“New York, is cold, crowded, and so people crave comfort food and a little hospitality,” says Chef Jeff McInnis of Root & Bone in Manhattan’s Alphabet City. “That’s what Root & Bone offers—extremely approachable food and Southern hospitality.”
McInnis knows of which he speaks. Born in Niceville, Florida, he is as comfortable on a fishing boat as in a kitchen, and he makes some mean fried chicken (he was famous for it during his stint at Yardbird in Miami, and Root & Bone’s version is getting some serious love, too). He trained at Johnson & Wales in Charleston, South Carolina. Then, of course, there is the stint on Season 5 of Bravo’s Top Chef.
So we are proud to say he is our ambassador to introduce The Local Palate to the Big Apple, and we can’t wait to take the city by storm with another one of our favorite partners, the Food Film Festival.
On Saturday, November 1, Chef McInnis will be representing TLP during Night Aquatic, an exclusive event of the NYC Food Film Festival. He’ll be serving another of his specialties—shrimp and grits—which will accompany the film Head On—Shrimping in the Lowcountry by George Motz.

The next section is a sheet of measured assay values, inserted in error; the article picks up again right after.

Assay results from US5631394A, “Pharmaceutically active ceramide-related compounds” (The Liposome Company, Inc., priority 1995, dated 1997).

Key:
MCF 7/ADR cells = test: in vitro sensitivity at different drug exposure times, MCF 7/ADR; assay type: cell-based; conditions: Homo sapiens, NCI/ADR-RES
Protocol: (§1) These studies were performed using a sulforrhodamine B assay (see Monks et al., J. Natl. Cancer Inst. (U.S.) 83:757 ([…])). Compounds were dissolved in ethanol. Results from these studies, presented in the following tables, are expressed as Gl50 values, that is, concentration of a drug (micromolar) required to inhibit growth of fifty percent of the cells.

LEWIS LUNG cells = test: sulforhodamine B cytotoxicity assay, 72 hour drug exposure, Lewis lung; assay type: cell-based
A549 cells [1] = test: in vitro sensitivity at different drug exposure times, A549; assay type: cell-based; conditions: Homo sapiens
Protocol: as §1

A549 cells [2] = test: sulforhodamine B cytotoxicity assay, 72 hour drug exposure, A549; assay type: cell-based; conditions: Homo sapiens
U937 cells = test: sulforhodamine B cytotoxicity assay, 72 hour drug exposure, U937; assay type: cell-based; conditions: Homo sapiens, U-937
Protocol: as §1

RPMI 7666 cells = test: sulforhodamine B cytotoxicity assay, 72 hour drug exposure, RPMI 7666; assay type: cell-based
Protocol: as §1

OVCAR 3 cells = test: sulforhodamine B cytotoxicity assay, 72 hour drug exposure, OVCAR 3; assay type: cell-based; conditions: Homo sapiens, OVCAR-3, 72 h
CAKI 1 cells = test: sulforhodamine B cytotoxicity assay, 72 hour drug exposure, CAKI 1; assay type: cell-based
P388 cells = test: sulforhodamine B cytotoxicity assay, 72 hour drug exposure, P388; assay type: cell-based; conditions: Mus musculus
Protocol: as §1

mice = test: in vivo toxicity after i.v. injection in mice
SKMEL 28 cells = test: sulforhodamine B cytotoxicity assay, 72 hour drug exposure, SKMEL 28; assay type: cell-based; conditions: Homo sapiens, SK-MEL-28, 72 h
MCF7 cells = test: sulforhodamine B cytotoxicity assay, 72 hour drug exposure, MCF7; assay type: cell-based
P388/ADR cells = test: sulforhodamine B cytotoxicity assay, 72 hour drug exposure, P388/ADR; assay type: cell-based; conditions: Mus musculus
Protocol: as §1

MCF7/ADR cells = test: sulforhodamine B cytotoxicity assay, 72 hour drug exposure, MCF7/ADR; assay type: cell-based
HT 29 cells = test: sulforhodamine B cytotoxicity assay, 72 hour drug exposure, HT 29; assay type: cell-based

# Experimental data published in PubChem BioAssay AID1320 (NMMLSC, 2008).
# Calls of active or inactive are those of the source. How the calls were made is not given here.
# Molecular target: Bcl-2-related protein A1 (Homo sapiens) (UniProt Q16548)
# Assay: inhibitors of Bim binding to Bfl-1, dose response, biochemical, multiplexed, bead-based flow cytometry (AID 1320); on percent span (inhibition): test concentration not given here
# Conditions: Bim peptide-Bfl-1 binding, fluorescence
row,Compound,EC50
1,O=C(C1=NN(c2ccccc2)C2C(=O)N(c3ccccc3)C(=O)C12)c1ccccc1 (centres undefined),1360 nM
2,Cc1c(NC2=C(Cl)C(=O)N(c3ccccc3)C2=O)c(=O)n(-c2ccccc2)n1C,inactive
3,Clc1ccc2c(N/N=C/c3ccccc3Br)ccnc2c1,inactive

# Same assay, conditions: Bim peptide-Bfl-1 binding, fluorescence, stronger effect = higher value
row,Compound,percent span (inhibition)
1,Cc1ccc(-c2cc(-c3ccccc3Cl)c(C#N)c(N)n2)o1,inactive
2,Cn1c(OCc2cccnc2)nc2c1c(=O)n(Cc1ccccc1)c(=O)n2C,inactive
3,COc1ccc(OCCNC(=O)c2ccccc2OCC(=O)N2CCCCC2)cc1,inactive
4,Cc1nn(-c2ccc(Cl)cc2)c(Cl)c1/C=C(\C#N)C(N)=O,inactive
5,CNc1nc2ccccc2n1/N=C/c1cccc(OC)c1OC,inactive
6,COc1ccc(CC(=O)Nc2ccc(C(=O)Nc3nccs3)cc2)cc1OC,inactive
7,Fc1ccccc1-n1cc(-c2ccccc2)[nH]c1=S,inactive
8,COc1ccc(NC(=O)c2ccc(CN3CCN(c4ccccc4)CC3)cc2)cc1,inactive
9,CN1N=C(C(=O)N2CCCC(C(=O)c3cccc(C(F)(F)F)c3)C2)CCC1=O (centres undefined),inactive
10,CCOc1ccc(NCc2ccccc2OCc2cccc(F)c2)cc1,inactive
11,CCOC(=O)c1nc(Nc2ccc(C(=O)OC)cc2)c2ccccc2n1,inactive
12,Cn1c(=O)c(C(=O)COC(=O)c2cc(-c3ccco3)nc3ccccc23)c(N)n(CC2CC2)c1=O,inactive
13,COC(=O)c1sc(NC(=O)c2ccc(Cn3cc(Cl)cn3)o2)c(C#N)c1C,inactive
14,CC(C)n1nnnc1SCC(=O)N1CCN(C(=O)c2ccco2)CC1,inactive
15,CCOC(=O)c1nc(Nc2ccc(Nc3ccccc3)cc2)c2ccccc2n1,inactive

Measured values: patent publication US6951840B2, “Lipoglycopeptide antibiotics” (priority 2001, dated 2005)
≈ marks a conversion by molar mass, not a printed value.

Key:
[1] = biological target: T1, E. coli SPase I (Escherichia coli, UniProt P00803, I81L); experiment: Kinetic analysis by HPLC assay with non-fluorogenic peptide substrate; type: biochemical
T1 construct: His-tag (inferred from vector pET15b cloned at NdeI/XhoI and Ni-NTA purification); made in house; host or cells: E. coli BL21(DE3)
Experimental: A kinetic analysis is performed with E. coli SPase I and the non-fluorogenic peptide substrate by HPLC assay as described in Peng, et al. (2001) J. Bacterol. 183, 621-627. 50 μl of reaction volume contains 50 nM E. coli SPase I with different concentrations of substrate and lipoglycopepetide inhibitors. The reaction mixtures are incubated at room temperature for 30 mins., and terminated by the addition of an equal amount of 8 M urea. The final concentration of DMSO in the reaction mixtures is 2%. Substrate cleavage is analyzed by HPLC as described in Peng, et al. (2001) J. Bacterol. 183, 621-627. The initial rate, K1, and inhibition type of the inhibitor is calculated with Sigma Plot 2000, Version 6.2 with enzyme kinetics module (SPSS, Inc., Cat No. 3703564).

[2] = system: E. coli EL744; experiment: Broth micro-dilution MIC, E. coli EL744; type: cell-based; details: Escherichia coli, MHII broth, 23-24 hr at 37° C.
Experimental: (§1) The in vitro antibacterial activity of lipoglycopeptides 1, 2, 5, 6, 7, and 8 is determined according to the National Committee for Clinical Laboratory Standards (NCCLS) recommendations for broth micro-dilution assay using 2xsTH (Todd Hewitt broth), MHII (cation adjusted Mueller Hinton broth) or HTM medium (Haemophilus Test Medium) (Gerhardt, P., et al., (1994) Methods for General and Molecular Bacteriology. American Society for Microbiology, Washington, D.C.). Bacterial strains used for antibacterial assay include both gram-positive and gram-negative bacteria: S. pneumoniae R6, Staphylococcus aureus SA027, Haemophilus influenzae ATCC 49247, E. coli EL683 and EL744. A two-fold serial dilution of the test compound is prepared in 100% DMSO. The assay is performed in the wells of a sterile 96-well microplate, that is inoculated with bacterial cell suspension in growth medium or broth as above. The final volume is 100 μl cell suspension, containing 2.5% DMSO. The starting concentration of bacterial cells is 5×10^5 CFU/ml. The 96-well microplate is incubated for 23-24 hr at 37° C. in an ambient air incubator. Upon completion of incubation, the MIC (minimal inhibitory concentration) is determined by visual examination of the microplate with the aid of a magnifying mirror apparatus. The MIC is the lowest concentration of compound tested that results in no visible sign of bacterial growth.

“Shrimp and grits are on the menu at Root & Bone, and it’s one of those dishes that is going to stay on it forever,” he explains.
This iconic dish is greater than the sum of its parts, but the highest-quality results start with high-quality ingredients. Here’s a shopping list for your shrimp and grits from Chef McInnis, a man who is an expert on building Southern flavor:
- Buy quality grits, not mass-produced, instant or anything like that. I had a hard time finding good grits in NYC, but I found a local mill in Trumansburg, New York, that mills them every week. You have to buy good grits.
- Buy wild-caught shrimp. We are using South Carolina shrimp for Night Aquatic. Farm-raised is never an option.
- Buy Southern-made country ham. I purchase my ham from Surrey, Virginia.